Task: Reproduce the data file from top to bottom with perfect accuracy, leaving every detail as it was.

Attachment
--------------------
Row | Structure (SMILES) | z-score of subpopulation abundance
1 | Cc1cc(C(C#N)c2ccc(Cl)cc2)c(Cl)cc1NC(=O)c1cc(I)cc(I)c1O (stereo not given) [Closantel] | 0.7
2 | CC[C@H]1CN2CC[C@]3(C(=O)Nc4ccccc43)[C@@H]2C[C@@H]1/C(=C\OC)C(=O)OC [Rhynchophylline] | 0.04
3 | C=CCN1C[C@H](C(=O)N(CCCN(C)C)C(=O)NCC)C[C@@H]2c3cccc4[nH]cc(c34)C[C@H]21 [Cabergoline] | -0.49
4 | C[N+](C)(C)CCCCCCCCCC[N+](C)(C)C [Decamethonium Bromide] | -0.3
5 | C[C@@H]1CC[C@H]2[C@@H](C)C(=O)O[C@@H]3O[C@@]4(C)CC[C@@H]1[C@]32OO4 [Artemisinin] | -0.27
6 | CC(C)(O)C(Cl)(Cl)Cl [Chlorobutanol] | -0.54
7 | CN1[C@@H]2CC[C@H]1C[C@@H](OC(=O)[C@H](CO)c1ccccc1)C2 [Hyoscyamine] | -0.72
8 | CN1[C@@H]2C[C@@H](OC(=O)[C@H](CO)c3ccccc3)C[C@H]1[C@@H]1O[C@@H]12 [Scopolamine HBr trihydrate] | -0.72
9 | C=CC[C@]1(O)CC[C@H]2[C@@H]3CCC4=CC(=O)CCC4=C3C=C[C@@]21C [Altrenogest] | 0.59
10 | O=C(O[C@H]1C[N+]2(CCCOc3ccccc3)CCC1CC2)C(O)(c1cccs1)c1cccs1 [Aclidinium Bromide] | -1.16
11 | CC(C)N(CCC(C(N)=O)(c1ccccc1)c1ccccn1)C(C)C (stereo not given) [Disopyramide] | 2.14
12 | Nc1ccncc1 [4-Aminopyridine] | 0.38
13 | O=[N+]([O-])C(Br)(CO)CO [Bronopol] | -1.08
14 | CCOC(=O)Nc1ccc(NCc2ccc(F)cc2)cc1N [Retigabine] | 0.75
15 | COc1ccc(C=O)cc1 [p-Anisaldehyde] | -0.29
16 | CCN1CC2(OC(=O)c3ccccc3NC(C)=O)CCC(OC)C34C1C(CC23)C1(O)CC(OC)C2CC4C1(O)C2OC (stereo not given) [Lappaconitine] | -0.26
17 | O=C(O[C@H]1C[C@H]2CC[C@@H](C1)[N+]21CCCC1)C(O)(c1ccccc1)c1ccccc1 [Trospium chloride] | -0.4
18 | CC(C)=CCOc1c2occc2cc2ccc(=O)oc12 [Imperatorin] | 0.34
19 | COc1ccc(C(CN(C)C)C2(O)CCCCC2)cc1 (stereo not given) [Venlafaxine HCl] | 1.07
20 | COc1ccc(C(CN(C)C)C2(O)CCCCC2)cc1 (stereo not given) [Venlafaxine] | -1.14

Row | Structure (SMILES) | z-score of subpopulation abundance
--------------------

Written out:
Row | Structure (SMILES) | z-score of subpopulation abundance
1 | Cc1cc(C(C#N)c2ccc(Cl)cc2)c(Cl)cc1NC(=O)c1cc(I)cc(I)c1O (stereo not given) [Closantel] | 0.7
2 | CC[C@H]1CN2CC[C@]3(C(=O)Nc4ccccc43)[C@@H]2C[C@@H]1/C(=C\OC)C(=O)OC [Rhynchophylline] | 0.04
3 | C=CCN1C[C@H](C(=O)N(CCCN(C)C)C(=O)NCC)C[C@@H]2c3cccc4[nH]cc(c34)C[C@H]21 [Cabergoline] | -0.49
4 | C[N+](C)(C)CCCCCCCCCC[N+](C)(C)C [Decamethonium Bromide] | -0.3
5 | C[C@@H]1CC[C@H]2[C@@H](C)C(=O)O[C@@H]3O[C@@]4(C)CC[C@@H]1[C@]32OO4 [Artemisinin] | -0.27
6 | CC(C)(O)C(Cl)(Cl)Cl [Chlorobutanol] | -0.54
7 | CN1[C@@H]2CC[C@H]1C[C@@H](OC(=O)[C@H](CO)c1ccccc1)C2 [Hyoscyamine] | -0.72
8 | CN1[C@@H]2C[C@@H](OC(=O)[C@H](CO)c3ccccc3)C[C@H]1[C@@H]1O[C@@H]12 [Scopolamine HBr trihydrate] | -0.72
9 | C=CC[C@]1(O)CC[C@H]2[C@@H]3CCC4=CC(=O)CCC4=C3C=C[C@@]21C [Altrenogest] | 0.59
10 | O=C(O[C@H]1C[N+]2(CCCOc3ccccc3)CCC1CC2)C(O)(c1cccs1)c1cccs1 [Aclidinium Bromide] | -1.16
11 | CC(C)N(CCC(C(N)=O)(c1ccccc1)c1ccccn1)C(C)C (stereo not given) [Disopyramide] | 2.14
12 | Nc1ccncc1 [4-Aminopyridine] | 0.38
13 | O=[N+]([O-])C(Br)(CO)CO [Bronopol] | -1.08
14 | CCOC(=O)Nc1ccc(NCc2ccc(F)cc2)cc1N [Retigabine] | 0.75
15 | COc1ccc(C=O)cc1 [p-Anisaldehyde] | -0.29
16 | CCN1CC2(OC(=O)c3ccccc3NC(C)=O)CCC(OC)C34C1C(CC23)C1(O)CC(OC)C2CC4C1(O)C2OC (stereo not given) [Lappaconitine] | -0.26
17 | O=C(O[C@H]1C[C@H]2CC[C@@H](C1)[N+]21CCCC1)C(O)(c1ccccc1)c1ccccc1 [Trospium chloride] | -0.4
18 | CC(C)=CCOc1c2occc2cc2ccc(=O)oc12 [Imperatorin] | 0.34
19 | COc1ccc(C(CN(C)C)C2(O)CCCCC2)cc1 (stereo not given) [Venlafaxine HCl] | 1.07
20 | COc1ccc(C(CN(C)C)C2(O)CCCCC2)cc1 (stereo not given) [Venlafaxine] | -1.14

Row | Structure (SMILES) | z-score of subpopulation abundance